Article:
The Freedom of Conscience in Relation to "Health"IAIN T. BENSON
A student at the medical school at the University of Manitoba has been threatened with loss of graduation if he will not offer abortion as an option to a patient. In terms of the legal requirement, the issue is whether or not a physician is required to refer a patient for an abortion. The answer is “no.”
The answer is “no.”
A certain Dr. Brian Magwood, Associate Dean at the Faculty of Medicine states that “policy” requires that students tell patients about all treatment options which fall within “the medical standard of care.”
I don’t know who is advising the University of Manitoba medical school on the relevant law and medical ethics in this situation but they had better think again about the extremely thin ice upon which they are currently standing. The Canadian Medical Association, a body whose policies ought to have something to do with a determination of what is “the medical standard of care”, in its own Code of Conduct does not require, that qualified physicians refer patients for an abortion should that be something the patient seeks. They are right to make this distinction and the U of M is wrong to ignore it. Perhaps there is a misunderstanding on this point between the student and the University. If so, I hope that the few paragraphs that follow will provide some assistance to both parties.
Unless something is missing in the press reports to date, it appears as if, in this case, a student is in a conflict between his own conscience and religious beliefs (protected in the Charter of Rights by the way) and what might be the wishes of some future patient to have “a full-range of medical care” or, in this case, an abortion.
As with a fully-fledged physician, when such a conflict arises, and these will increasingly arise as technology raises more difficult moral questions, the answer to sorting out the conflict is not to apply a broad requirement that “all services” be provided or referred.
There are mid-points that introduce a necessary flexibility to professional duties. Nothing in medicine, its Codes of Conduct or medical ethics gives a “trump right” to a patient seeking a particular medical service that involves vexed ethical questions.
That is the way it ought to be in philosophy and in a free and democratic society.
Patients cannot demand all services from physicians (or for that matter pharmacists, nurses or anyone else in the health care sector). What is necessary is that both sides are clear about what they seek and what they refuse to provide. On the other hand, a physician must not hide his/her refusal to refer behind silence or euphemism or deceit. He or she must clearly state the grounds of the refusal so that the patient can “go elsewhere.”
There is a worrying movement afoot to try and make health care workers into the mere instruments of a patients’ will subordinating the physician’s conscience to the demands of the patient. This movement must be resisted. When there is a conflict of consciences or a conflict of dignities as it is ultimately best understood, we must have recourse to some other kind of principles than a “zero-sum” winner or loser scenario.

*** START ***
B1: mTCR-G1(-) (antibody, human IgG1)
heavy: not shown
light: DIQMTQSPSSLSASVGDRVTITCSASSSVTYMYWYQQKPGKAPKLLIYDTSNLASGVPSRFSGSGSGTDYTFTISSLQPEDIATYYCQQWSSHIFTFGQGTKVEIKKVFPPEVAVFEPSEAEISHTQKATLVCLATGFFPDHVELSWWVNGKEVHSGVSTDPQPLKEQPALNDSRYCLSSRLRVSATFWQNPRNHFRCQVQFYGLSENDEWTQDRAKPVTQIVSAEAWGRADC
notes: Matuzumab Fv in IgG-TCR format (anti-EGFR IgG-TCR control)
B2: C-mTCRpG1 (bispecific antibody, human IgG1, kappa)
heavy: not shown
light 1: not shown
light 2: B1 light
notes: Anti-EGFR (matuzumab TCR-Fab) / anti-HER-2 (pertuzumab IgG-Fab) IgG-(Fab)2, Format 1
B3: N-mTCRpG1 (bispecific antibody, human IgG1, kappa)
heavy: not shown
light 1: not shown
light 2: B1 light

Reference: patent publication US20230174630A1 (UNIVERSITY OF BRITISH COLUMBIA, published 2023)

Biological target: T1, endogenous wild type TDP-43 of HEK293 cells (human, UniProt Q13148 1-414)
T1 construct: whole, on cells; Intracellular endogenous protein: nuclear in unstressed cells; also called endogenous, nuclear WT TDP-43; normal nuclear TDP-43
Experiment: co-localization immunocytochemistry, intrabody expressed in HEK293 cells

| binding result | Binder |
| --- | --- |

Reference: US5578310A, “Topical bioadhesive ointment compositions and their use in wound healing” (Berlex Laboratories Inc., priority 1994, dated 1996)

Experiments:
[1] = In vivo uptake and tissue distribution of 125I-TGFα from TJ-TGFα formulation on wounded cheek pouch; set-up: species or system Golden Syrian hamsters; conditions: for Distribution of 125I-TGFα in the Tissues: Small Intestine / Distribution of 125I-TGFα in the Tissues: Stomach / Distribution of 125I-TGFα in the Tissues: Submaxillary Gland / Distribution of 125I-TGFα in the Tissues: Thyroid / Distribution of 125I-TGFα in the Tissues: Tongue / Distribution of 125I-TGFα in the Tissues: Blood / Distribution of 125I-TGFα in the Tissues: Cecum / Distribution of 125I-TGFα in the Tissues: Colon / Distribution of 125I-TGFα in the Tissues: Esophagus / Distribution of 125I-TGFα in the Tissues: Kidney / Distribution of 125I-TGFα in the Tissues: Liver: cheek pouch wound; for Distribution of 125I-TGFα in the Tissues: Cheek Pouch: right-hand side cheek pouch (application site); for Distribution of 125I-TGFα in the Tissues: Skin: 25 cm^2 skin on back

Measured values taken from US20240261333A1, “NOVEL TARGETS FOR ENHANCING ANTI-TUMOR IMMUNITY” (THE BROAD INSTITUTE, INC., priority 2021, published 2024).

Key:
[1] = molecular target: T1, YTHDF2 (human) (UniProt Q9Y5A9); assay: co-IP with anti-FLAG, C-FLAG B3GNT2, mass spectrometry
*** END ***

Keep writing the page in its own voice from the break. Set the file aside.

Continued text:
Without getting into the controversial question of how pregnancy could ever be a disease (and therefore a question of “health” at all) it is clear that no proper protection of conscience could force a person who believes abortion is murder to refer a person to another murderer. Sorry that this is put rather bluntly but that is how those who are opposed to abortion see things. That is the reality of why the Canadian Medical Association itself does not have a blanket “duty of referral” in the way that the University of Manitoba appears to be approaching the issue.
The conscientious objection, whatever ones’ view of abortion or whatever the controversial practice is, relates to the end point of the thing being sought and being part of the chain to the end point is the same, morally, as being the end point (i.e. the abortionist). This ought not to be too complicated for the administrators such as Dr. Magwood at the U of M to understand. If it is, they should call someone reliable in their philosophy department or, here’s a radical idea, the Canadian Medical Association or, perhaps, the World Medical Association, who also agree with the CMA that there is no blanket requirement to provide or refer for “all treatment options.”
The station that first carried this story, CJOB Winnipeg, recently carried the following question on an on line poll:
Should a medical student be allowed to graduate, even though he won't offer abortion as an option?The answer is that he or she, in a free and democratic society, can only be required to tell a patient the following: “I am conscientiously opposed to abortion and will neither perform one nor refer you to another physician who will. If that is what you seek you must go elsewhere.”
End of story. Time for the University of Manitoba to change its (politically motivated) position or start saving up the hefty damages that will likely (and should) follow if it persists in its current course of action. I hope someone lets the student know that he is on much thicker ice than the administration if the issue is properly focused….
Benson, Iain T. "Eternal Vigilance is the Price of Conscience Protection: The Freedom of Conscience in Relation to "Health". CentreBlog (March 19, 2004).
Reprinted from the Centre for Cultural Renewal's blog, "CentreBlog", with permission of the author, Iain Benson.
Iain T. Benson is Executive Director of the Centre for Cultural Renewal, an Ottawa-based "think-tank". He travels and lectures widely in North America and overseas on philosophical, theological and legal issues related to "strategic cultural renewal." Iain Benson is a member of the Advisory Board of the Catholic Educator's Resource Center.
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